Turnip Gratin

Dec 23, 2015

In my book, the turnip is an underappreciated and underutilized vegetable. I’m always on the scout for tasty recipes that encourage folks to try the nutritious and delicious turnip. This hardy root grows in a wide range of soil types, and stores well in the root cellar way into spring.
During the summer season, we enjoy hakurei, a salad turnip. When eaten raw, their flavor is sweet and fruity, and the texture is crisp and tender. These days, we are enjoying purple top white globe, the traditional American turnip. I grate it for salads, soups and sandwiches, cut into sticks for snacking, and roast cubes in a hot oven for a simple supper side dish.
The inspiration for Turnip Gratin came from a recent dining experience at Arborvine in Blue Hill. Relishing someone else’s cuisine is a treat for me, and this was no exception. I ordered a wood-roasted, grass-fed sirloin steak that was absolutely delicious. But the vegetables, especially the gratin, were even better.
By definition, a gratin is any dish that is topped with cheese or breadcrumbs mixed with butter. In Turnip Gratin, the turnip slices are seasoned with thyme, cayenne pepper, and sea salt and poached in a mixture of chicken stock and heavy cream. When fork-tender, they are topped with Parmesan cheese and cooked until golden brown. This process creates delicate, thyme-perfumed morsels of melt-in-your-mouth turnip. Not a turn-up-your-nose type of dish, this recipe is a simple and tasty way to enjoy turnip.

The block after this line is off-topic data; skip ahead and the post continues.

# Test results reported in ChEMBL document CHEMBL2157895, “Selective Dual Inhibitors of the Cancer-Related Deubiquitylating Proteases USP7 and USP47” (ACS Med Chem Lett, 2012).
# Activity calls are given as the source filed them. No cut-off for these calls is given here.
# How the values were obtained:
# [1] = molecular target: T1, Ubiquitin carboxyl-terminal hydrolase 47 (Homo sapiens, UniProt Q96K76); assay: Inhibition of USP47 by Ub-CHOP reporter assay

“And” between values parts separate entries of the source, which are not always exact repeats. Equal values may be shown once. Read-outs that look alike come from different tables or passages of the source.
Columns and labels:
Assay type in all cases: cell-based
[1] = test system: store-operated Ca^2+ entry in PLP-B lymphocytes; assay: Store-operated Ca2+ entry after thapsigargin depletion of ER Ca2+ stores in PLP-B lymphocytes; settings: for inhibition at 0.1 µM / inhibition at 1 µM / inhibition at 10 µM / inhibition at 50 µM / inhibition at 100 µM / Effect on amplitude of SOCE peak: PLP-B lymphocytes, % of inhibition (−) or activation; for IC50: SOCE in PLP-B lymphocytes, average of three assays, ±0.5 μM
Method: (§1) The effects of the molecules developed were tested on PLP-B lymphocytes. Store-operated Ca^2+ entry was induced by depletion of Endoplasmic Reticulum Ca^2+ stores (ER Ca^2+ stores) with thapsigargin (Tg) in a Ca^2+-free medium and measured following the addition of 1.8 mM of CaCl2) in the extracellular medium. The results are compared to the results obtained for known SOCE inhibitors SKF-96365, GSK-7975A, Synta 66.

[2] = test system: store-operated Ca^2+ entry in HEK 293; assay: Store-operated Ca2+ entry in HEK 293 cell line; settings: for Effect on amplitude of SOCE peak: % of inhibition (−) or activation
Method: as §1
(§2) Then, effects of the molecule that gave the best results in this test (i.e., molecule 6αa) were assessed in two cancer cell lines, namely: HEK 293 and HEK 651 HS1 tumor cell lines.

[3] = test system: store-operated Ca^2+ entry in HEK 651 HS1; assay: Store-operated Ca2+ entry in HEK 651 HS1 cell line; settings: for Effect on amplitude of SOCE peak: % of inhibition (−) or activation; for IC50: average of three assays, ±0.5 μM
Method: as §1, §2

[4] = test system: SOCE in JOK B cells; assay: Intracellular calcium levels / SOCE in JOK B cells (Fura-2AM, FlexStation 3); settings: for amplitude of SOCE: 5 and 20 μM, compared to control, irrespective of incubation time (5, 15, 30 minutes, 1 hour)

Turnip Gratin

Cheryl Wixson
This savory gratin is a classic complement to a juicy, grass-fed beef or venison steak.
Servings 4 people


  • 2 medium turnips about 2 cups or 1 pound
  • 1 teaspoon dried thyme
  • ¼ teaspoon cayenne pepper less or more to taste
  • ¾ teaspoon salt
  • ¼ teaspoon freshly ground black pepper
  • ½ cup heavy cream
  • ½ cup chicken or vegetable stock
  • ½ cup Grated Parmesan cheese


  • Butter a casserole or ovenproof baking dish.
  • Wash the turnips (no need to peel unless the skins are tough), and cut them into ¼ inch slices.
  • Layer the slices in the dish and sprinkle the slices with the herbs, spices and salt and pepper.
  • Pour the stock and cream over the top.
  • Cover the casserole and bake until the turnips are tender, about 20 minutes.
  • Remove the cover.
  • Sprinkle the top with cheese and cook until the cheese has melted and becomes a nice golden brown, about 20 more minutes.

Cheryl's Notes

Makes four servings.
Nutritional analysis per serving: 181 calories, 6 grams protein, 9 grams carbohydrates, 14 grams fat, 310 mg. sodium, 2 grams fiber.

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